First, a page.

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Almanac Events
Visitors Marina Guide
RYE HARBOUR

VHF

Ch 14

Call Sign

ACCESS

HW ±2

Berthing Rates

short stay:
£5.00 over one tide

overnight:
10m: £23.57

Book a Berth
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YHA Rating

not rated

Facilities

30 berths

240V, 16/30A

9am to 8pm

View plan
RyeHarbour1a
DR1

About the Marina


Rye has been a commercial port since Roman times and it's the seventh of the Cinque Ports. At its peak during the 1500s, up to 200 ships frequently moored where the marina stands today and much of Rye’s history revolves around either being at war or at peace with its French neighbours - which ever was the more profitable at the time. Many of the buildings in Rye date back from 1377 and the ancient warehouses that over shadow the marina makes ones stay in Rye that little bit more appealing. The incessant long-shore drift of shingle has meant that Rye has found itself further and further from the sea and the marina is a good 2Nm up the River Rother. The Harbour of Rye is managed and maintained by the Environment Agency as a public right of navigation. There are over 300 moorings in the harbour, of which 30 are dedicated for visitors. All the moorings dry out so that boats take to the mud twice a day and visiting craft less than 15 metres long can generally be accommodated in the town itself, at the Strand Quay. These moorings comprise steel-piled wall with good timber fendering and access ladders fixed every 15 metres. The centre of Rye with all its amenities is a short walk away and next door to the ablutions block is the Tourist Information Centre for the region.
 

Marina Approaches


The Harbour of Rye completely dries, and access for vessels with a 2m draft is about ±1hr HW. All vessels should make for the Rye Fairway Buoy , Fl.RW.10s which is just under 2Nm from the entrance, and then head 329° for the main channel. The 30m wide channel is flanked by timber training walls which both protrude out to sea and are submerged at HW and whose outer extremities are marked and lit by port and starboard beacon pile structures, Fl.R5s and Q(9)15s respectively. In strong onshore winds, the approaches to Rye can be uncomfortable with seas breaking well offshore.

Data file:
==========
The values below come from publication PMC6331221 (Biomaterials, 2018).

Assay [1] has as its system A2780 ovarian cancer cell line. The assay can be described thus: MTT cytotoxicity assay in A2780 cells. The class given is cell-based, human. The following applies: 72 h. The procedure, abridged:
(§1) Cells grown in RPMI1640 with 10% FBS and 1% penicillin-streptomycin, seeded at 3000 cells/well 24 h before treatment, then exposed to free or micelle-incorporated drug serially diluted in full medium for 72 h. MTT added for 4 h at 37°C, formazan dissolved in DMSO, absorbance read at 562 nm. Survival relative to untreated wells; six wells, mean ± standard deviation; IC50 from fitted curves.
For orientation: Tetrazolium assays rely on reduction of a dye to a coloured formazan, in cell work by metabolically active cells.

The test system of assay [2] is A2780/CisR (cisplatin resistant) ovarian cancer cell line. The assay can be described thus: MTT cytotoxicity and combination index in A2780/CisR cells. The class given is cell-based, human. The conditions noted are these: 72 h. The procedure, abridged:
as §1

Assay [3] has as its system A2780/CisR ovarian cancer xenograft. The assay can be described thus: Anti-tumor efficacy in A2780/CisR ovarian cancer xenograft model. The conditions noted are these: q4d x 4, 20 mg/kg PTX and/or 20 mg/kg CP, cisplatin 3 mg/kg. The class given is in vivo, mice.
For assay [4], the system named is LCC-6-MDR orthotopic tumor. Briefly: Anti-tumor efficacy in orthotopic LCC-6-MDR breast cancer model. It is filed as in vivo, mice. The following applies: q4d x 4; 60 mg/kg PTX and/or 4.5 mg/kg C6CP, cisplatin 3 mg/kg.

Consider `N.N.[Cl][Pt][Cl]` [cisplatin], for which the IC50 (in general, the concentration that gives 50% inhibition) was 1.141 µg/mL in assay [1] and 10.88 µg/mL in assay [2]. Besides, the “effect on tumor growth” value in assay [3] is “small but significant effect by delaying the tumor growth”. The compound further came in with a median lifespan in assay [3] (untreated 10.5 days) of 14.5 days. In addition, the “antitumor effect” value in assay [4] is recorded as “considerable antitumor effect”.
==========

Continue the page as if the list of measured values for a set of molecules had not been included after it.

All vessels should keep a listening watch on VHF Ch 14 ‘Rye Harbour Radio’ during the HW period, since commercial traffic could be manoeuvring. The harbour is controlled by an IPTS traffic light system located 3/4Nm inland near the Harbour Master’s Office. The mile long stretch of NW’ly channel and its training wall are well marked and lit as far as the Harbour Office at Admiralty Jetty, where there’s a visitors pontoon to tie up alongside and go ashore for berthing instructions from the Harbour Master. From here the channel up the River Rother is marked by port & starboard beacons and after the No.44 PHB you need to branch off to port up the Rock Channel of the River Brede which is only marked and lit by port hand pile beacons. Not long after red pile No.54 the river becomes impassable due to a sluice gate where you to need to veer northwards for the Strand Quay - finding the best water on the port hand side close to the moorings.
 

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